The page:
The police said that it will continue to provide security support for vaccine workers in the region. While neighboring India celebrated three years polio-free, Pakistan saw polio cases nearly double in 2013 to 91 cases. The northwest of Pakistan has struggled with reported cases of polio caused, in part, by the difficult circumstances facing vaccine campaigns. The Taliban have been a strong opponent to vaccines, citing fears of spying and harming children.
UNICEF estimates that 32 polio health workers have been killed across Pakistan since the middle of 2012. Continue reading
- Dengue is spreading globally
Taken in isolation, the news reports that polio appears to have returned to Syria for the first time since the late 1990s, that dengue and yellow fever is showing up across the southern United States and that Texas has had its worst year ever for West Nile virus all seem like separate disease outbreaks.
And they are. But taken together, they should also serve as a reminder that disease, especially infectious disease, doesn’t spread independent of human behavior – and bad behavior on the other side of the planet can kill here.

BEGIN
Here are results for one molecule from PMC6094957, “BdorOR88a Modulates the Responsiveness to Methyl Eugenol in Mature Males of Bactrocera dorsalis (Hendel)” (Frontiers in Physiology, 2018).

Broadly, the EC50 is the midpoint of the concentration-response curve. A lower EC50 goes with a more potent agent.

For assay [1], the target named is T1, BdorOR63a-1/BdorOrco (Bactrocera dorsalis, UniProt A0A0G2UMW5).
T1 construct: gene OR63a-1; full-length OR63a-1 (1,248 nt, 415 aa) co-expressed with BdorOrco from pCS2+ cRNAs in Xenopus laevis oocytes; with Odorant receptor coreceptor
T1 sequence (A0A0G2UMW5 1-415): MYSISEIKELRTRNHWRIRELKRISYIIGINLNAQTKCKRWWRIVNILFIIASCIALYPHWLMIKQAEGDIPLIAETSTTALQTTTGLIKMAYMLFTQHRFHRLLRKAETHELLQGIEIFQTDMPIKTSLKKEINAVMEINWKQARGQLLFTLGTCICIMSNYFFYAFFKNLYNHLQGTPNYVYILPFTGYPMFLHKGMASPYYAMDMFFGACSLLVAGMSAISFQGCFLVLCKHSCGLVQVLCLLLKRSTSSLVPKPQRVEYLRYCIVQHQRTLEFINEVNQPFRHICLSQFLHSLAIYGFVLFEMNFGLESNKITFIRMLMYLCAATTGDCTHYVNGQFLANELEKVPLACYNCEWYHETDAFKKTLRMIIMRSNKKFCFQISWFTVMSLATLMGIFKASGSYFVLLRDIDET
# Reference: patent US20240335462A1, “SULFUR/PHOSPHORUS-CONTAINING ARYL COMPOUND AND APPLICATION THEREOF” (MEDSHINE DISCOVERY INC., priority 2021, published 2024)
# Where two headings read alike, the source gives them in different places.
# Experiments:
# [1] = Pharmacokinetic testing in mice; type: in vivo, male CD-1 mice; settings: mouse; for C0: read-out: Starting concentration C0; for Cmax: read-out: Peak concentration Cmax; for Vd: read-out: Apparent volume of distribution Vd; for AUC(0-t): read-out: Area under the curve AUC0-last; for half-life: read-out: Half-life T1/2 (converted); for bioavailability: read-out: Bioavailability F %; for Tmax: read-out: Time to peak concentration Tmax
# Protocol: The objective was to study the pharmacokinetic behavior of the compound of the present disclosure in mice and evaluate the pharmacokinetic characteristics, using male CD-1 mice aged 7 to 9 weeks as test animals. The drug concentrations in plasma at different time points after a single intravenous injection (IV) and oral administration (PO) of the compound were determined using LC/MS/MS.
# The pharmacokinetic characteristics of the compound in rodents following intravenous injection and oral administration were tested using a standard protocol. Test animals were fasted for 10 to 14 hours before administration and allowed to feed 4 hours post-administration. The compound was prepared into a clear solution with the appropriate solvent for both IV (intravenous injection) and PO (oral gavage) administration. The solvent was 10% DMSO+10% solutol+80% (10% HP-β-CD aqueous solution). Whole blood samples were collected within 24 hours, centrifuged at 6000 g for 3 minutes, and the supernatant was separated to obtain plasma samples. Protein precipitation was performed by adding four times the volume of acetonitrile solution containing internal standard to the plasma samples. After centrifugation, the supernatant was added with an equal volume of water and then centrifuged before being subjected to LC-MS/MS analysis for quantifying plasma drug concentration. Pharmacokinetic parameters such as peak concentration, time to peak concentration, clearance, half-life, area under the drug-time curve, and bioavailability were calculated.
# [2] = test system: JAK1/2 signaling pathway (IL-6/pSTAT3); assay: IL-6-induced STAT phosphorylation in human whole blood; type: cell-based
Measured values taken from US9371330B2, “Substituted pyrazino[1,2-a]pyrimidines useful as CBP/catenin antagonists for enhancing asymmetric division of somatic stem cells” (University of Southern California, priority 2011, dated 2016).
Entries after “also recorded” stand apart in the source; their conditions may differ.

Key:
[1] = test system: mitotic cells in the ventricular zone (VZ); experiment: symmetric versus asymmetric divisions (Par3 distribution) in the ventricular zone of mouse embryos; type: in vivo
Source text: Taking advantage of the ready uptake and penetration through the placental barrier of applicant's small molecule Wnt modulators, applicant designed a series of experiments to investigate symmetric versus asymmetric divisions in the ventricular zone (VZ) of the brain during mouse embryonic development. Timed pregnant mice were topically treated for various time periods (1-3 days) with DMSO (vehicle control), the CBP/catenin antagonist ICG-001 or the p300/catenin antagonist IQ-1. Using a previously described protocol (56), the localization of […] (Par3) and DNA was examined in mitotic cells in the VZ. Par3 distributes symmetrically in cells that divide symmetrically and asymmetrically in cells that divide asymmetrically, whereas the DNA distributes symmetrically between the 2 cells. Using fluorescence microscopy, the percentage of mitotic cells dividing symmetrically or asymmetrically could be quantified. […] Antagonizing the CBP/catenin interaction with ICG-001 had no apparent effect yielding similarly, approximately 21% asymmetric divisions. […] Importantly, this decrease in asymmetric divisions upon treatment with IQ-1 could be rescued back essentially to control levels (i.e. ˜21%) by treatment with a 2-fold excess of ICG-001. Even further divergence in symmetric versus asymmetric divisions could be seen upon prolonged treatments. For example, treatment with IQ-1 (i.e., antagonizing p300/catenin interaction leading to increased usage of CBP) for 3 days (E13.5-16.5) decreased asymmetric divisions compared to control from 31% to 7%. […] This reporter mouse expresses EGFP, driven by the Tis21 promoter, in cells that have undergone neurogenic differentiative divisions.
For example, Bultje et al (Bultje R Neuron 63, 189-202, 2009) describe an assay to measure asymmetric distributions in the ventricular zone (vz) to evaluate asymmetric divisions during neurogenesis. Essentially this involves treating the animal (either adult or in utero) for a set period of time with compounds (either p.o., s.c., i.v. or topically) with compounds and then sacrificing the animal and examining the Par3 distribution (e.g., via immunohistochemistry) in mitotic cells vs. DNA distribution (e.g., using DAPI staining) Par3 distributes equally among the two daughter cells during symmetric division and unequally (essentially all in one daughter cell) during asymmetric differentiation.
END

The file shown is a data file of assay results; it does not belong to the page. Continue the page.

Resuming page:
- Child receives polio vaccine
If polio is confirmed in Syria, most would agree it’s legit to blame this on the disruption in public health services due to the civil war.
The rise of dengue and yellow fever in Los Angeles or Dallas is sometimes attributed to warming temperatures due to climate change, which it may be, but the spread of these ‘tropical diseases’ out of the tropics is also just as likely the result of growing global urbanization (the mosquitoes that carry these bugs seem to like cities), long-distance travel and ineffective disease control measures. Continue reading
The polio virus, as it is frustratingly inclined to do, has rebounded again despite the ongoing, determined effort aimed at worldwide eradication.
Like the game whack-a-mole, polio is popping up again in locations that we thought had gotten rid of it for good – like Israel or eastern Europe.
This happens because the virus is good at cloaking itself, sickening only about 10 percent of those infected and spreading primarily due to poor sanitation or hygiene (i.e., the highly unappetizing path of transmission known as the ‘oral-fecal’ route). But that’s the purely epidemiological, health-focused explanation.
The main driver, arguably, for the recent surge polio cases is conflict, instability and, of course, ongoing poverty. Continue reading
Public health emergencies arise around the world on a regular basis.
Humanitarian and aid organizations need to act quickly, but they need money to get work done. An emergency appeal for millions, if not billions, of dollars can take time to fulfil.